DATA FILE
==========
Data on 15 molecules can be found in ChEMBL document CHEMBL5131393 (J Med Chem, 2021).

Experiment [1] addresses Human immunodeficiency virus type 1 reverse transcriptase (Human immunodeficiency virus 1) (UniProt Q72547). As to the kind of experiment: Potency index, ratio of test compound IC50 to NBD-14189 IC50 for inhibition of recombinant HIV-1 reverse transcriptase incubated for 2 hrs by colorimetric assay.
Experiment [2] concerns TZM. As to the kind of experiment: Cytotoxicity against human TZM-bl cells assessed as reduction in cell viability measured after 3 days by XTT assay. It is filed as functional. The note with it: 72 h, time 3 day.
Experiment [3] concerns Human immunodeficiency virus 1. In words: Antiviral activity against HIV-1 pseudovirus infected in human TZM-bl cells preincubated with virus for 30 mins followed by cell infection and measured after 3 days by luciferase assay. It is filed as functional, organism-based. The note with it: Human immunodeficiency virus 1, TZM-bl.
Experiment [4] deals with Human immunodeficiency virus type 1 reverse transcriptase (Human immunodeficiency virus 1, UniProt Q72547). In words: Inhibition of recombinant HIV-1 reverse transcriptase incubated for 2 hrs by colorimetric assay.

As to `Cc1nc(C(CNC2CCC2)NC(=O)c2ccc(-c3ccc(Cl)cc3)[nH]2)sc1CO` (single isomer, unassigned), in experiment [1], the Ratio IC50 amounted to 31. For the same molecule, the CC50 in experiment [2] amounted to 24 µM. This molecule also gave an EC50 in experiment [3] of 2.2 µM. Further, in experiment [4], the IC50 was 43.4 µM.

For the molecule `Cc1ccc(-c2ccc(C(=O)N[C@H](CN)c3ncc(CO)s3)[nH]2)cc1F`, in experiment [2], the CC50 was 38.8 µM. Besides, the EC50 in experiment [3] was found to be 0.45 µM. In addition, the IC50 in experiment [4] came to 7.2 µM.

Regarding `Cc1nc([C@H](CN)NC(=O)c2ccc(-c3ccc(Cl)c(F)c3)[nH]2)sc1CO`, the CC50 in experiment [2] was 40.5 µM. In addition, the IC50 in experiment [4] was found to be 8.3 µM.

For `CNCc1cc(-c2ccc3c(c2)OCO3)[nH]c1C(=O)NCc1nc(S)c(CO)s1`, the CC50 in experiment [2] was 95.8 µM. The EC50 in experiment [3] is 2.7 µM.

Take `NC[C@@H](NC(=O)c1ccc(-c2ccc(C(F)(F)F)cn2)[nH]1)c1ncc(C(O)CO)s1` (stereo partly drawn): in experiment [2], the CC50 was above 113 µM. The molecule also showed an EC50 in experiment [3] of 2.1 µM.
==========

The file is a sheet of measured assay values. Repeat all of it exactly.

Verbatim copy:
Data on 15 molecules can be found in ChEMBL document CHEMBL5131393 (J Med Chem, 2021).

Experiment [1] addresses Human immunodeficiency virus type 1 reverse transcriptase (Human immunodeficiency virus 1) (UniProt Q72547). As to the kind of experiment: Potency index, ratio of test compound IC50 to NBD-14189 IC50 for inhibition of recombinant HIV-1 reverse transcriptase incubated for 2 hrs by colorimetric assay.
Experiment [2] concerns TZM. As to the kind of experiment: Cytotoxicity against human TZM-bl cells assessed as reduction in cell viability measured after 3 days by XTT assay. It is filed as functional. The note with it: 72 h, time 3 day.
Experiment [3] concerns Human immunodeficiency virus 1. In words: Antiviral activity against HIV-1 pseudovirus infected in human TZM-bl cells preincubated with virus for 30 mins followed by cell infection and measured after 3 days by luciferase assay. It is filed as functional, organism-based. The note with it: Human immunodeficiency virus 1, TZM-bl.
Experiment [4] deals with Human immunodeficiency virus type 1 reverse transcriptase (Human immunodeficiency virus 1, UniProt Q72547). In words: Inhibition of recombinant HIV-1 reverse transcriptase incubated for 2 hrs by colorimetric assay.

As to `Cc1nc(C(CNC2CCC2)NC(=O)c2ccc(-c3ccc(Cl)cc3)[nH]2)sc1CO` (single isomer, unassigned), in experiment [1], the Ratio IC50 amounted to 31. For the same molecule, the CC50 in experiment [2] amounted to 24 µM. This molecule also gave an EC50 in experiment [3] of 2.2 µM. Further, in experiment [4], the IC50 was 43.4 µM.

For the molecule `Cc1ccc(-c2ccc(C(=O)N[C@H](CN)c3ncc(CO)s3)[nH]2)cc1F`, in experiment [2], the CC50 was 38.8 µM. Besides, the EC50 in experiment [3] was found to be 0.45 µM. In addition, the IC50 in experiment [4] came to 7.2 µM.

Regarding `Cc1nc([C@H](CN)NC(=O)c2ccc(-c3ccc(Cl)c(F)c3)[nH]2)sc1CO`, the CC50 in experiment [2] was 40.5 µM. In addition, the IC50 in experiment [4] was found to be 8.3 µM.

For `CNCc1cc(-c2ccc3c(c2)OCO3)[nH]c1C(=O)NCc1nc(S)c(CO)s1`, the CC50 in experiment [2] was 95.8 µM. The EC50 in experiment [3] is 2.7 µM.

Take `NC[C@@H](NC(=O)c1ccc(-c2ccc(C(F)(F)F)cn2)[nH]1)c1ncc(C(O)CO)s1` (stereo partly drawn): in experiment [2], the CC50 was above 113 µM. The molecule also showed an EC50 in experiment [3] of 2.1 µM.